Are there any particular songs you can remember discovering new things about your past life?

There's a song called “Domestic Bliss” on there. It's really dark and really sad. I remember seeing someone with bruises on their face as a kid. I didn't really know what domestic violence was. I was really young. I didn't know what was going on at all. And I guess rather than looking forwards, I've been recontextualising a lot of those memories with the rest of life that has happened.

I hadn't thought about most of the things I've thought about while making this record in a very, very long time. You put concrete over everything because you're so busy doing random shit: Taking out your trash, cleaning, doing your laundry, fixing the plumbing or making sure your mum's okay. Everyday stuff just ends up piling up on top of all those memories and you forget what happened. This record was actively trying to peel off all that stuff and look at it differently. I don't think there's any part of it that really looks forward other than just accepting the past.

There's this lyric on “Dreamland” which I was really curious about. “You've had too much of a digital love / You want everything live / You want things you can touch / Make it feel like a movie you saw in your youth.” Are you talking to yourself?

There are a couple songs on the record that sort of address that people spend too much time being fucked up by the internet and you wish you could go back to a moment where that wasn't a thing at all. Back when you didn't compare yourself to everybody around you all the time and you could watch a movie from start to finish without looking at your phone and appreciate it. Not just a movie though. It's everything. I think people rarely sit down and actually do things properly.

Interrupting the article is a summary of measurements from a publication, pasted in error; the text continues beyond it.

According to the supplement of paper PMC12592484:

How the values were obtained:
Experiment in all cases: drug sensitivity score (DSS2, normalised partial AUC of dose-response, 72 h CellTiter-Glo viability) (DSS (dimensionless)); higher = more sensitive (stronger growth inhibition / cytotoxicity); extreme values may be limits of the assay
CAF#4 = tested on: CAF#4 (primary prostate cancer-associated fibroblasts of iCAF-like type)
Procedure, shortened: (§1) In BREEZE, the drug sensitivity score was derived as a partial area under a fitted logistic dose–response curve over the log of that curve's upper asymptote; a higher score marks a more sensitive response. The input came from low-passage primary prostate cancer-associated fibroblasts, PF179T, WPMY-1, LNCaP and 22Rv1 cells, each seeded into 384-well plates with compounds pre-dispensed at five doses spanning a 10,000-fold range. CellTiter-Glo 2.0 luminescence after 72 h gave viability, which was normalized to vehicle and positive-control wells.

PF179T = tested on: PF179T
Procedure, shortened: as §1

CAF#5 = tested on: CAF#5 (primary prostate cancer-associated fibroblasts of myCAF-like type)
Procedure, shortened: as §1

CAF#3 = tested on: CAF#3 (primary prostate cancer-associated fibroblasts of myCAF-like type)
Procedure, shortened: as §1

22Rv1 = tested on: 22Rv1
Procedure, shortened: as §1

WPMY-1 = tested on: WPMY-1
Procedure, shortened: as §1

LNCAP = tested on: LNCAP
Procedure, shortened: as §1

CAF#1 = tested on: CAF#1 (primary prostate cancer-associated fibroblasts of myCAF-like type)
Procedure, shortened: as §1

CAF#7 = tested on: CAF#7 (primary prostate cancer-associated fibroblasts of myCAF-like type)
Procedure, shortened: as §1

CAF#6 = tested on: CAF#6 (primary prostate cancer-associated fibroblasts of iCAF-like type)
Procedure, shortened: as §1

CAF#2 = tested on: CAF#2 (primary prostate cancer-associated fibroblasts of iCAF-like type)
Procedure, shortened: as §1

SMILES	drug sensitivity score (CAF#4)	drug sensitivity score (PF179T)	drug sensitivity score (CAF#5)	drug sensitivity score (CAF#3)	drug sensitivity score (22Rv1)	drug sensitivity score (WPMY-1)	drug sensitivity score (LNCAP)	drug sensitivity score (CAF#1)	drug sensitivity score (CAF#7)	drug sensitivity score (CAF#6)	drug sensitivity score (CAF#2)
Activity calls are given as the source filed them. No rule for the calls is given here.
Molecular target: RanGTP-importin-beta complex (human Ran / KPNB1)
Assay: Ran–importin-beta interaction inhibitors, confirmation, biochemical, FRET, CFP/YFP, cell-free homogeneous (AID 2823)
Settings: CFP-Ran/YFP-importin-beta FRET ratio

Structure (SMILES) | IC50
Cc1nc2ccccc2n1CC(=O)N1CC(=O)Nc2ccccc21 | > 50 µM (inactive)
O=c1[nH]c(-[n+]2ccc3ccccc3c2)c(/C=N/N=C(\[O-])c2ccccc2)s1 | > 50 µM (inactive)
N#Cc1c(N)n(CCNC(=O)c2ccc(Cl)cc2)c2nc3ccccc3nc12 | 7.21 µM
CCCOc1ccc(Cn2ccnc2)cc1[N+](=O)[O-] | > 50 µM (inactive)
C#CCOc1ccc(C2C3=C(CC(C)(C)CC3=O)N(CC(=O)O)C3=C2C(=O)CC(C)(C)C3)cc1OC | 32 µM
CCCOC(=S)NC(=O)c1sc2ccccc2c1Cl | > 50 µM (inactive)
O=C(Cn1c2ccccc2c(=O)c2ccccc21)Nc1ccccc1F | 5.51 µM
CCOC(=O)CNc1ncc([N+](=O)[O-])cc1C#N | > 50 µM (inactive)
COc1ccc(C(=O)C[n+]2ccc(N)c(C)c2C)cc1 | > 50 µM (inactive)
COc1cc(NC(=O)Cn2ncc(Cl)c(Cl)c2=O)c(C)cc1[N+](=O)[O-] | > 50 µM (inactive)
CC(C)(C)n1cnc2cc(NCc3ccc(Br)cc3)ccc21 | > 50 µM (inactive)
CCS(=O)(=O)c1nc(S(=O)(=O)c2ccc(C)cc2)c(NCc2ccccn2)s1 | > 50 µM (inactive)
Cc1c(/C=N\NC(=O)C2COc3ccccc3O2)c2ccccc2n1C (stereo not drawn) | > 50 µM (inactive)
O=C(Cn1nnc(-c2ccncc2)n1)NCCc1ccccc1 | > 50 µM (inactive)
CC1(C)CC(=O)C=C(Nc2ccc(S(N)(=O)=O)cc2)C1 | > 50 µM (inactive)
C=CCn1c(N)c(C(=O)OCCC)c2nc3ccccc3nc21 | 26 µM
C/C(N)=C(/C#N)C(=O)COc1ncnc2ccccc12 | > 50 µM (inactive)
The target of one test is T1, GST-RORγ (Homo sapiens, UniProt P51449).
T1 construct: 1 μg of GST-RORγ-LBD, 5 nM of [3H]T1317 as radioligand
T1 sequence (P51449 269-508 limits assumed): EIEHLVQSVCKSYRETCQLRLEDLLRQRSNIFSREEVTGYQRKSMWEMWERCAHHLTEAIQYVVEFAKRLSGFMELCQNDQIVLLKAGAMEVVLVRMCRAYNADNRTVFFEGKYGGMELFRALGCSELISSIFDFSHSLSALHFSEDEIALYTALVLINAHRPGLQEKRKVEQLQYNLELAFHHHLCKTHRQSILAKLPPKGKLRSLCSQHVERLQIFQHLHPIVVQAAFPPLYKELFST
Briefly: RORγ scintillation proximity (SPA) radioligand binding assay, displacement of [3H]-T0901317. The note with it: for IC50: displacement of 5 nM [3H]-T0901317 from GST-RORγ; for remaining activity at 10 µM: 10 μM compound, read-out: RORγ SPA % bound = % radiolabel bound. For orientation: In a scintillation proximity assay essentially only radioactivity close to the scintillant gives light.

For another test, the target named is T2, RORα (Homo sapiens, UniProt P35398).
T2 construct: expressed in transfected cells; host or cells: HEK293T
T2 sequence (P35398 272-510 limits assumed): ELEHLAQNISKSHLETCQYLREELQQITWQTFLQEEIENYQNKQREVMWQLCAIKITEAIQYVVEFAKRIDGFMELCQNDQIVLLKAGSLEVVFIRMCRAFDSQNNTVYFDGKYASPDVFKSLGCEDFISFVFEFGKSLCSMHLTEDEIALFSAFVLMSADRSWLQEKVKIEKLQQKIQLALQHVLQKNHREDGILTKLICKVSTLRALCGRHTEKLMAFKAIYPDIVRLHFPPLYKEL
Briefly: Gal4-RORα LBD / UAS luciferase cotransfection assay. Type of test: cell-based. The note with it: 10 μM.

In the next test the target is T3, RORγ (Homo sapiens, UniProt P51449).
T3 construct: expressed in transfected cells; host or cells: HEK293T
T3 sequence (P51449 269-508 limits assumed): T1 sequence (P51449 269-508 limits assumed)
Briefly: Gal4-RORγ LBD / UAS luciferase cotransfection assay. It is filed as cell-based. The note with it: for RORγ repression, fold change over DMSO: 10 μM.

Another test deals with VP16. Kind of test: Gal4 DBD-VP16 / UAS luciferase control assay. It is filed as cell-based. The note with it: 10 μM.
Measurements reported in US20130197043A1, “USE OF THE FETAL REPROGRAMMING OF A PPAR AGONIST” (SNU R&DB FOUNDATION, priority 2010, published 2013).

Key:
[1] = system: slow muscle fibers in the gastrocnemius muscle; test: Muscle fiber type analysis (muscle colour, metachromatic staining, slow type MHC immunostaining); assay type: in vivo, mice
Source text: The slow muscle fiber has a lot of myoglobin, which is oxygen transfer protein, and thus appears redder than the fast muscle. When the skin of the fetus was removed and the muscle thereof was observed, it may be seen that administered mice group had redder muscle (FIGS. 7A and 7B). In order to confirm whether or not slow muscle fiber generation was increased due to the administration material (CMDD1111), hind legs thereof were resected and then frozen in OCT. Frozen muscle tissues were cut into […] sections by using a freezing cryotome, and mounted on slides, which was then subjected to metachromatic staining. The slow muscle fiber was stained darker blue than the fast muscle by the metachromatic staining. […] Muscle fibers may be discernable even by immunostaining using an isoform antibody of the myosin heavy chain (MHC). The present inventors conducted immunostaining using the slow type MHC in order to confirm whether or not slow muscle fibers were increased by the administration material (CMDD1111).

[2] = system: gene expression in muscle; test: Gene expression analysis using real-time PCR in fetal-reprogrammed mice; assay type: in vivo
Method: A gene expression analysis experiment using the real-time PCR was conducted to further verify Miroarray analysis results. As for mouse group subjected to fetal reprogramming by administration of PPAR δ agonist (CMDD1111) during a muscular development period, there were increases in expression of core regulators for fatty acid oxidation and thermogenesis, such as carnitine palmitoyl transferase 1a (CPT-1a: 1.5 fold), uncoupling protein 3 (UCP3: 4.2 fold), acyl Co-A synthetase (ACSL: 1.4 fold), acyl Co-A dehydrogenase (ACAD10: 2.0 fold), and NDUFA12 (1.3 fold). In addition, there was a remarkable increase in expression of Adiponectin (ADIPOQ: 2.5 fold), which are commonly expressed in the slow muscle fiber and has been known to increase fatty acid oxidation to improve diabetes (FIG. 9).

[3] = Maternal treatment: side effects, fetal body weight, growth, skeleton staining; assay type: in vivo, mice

At the same time, I love it. But there's this huge problem. Everyone ends up comparing themselves to these false versions of everyone else. Falling in love with and being jealous of airbrushed versions of life.

That's something you're tackling a bit lyrically on “Heat Waves”. The note you posted on social media when you released the single talks about living life without filters too.

That happens a lot in this record in terms of me being quite open. I don't know. I try not to let myself get away with anything. I definitely felt guilty at a lot of points realising I'd done bad things. And “Heat Waves” is sort of leaning into that. I felt guilty in this particular circumstance that I couldn't fix something. You grow up being taught you're supposed to be this hero and you can do anything. Just put your mind to it and swallow your emotions. I grew up in Texas and over there if you're a boy you're meant to join the football team and be strong and cook meat and fix cars and stuff. And I was just so different to that.